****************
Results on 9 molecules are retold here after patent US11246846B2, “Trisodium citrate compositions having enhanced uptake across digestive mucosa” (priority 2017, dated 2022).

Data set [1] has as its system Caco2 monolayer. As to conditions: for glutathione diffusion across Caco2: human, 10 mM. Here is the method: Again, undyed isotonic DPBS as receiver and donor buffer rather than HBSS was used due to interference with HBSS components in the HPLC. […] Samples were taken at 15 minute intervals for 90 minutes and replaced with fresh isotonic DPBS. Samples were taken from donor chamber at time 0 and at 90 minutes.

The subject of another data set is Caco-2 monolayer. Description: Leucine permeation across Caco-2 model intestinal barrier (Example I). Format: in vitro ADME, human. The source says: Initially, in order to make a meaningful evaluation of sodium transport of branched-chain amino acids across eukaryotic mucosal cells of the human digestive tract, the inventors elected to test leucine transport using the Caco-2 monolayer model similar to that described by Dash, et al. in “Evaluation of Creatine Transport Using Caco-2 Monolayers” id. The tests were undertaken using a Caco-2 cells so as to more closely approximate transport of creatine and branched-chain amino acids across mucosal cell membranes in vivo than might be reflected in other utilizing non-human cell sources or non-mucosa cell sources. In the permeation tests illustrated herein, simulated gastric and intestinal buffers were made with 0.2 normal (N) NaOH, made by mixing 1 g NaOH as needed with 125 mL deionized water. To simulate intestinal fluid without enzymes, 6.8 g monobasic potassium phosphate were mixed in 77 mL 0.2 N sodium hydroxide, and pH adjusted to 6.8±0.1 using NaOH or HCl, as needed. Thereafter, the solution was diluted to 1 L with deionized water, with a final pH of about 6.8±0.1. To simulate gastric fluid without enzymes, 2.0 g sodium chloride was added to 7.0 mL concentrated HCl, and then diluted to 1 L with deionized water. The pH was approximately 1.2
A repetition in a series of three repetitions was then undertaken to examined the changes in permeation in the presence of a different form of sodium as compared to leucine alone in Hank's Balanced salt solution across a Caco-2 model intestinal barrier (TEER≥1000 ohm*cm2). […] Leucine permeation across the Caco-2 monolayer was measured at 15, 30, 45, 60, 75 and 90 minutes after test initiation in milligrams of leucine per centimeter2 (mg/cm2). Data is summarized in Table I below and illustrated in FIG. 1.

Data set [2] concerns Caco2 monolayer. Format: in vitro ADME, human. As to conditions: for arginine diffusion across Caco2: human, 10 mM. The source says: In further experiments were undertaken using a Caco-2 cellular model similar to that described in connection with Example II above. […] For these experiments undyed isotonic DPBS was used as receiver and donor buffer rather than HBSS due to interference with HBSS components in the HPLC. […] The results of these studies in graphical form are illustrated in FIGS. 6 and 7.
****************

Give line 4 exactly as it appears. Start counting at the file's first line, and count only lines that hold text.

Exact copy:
A repetition in a series of three repetitions was then undertaken to examined the changes in permeation in the presence of a different form of sodium as compared to leucine alone in Hank's Balanced salt solution across a Caco-2 model intestinal barrier (TEER≥1000 ohm*cm2). […] Leucine permeation across the Caco-2 monolayer was measured at 15, 30, 45, 60, 75 and 90 minutes after test initiation in milligrams of leucine per centimeter2 (mg/cm2). Data is summarized in Table I below and illustrated in FIG. 1.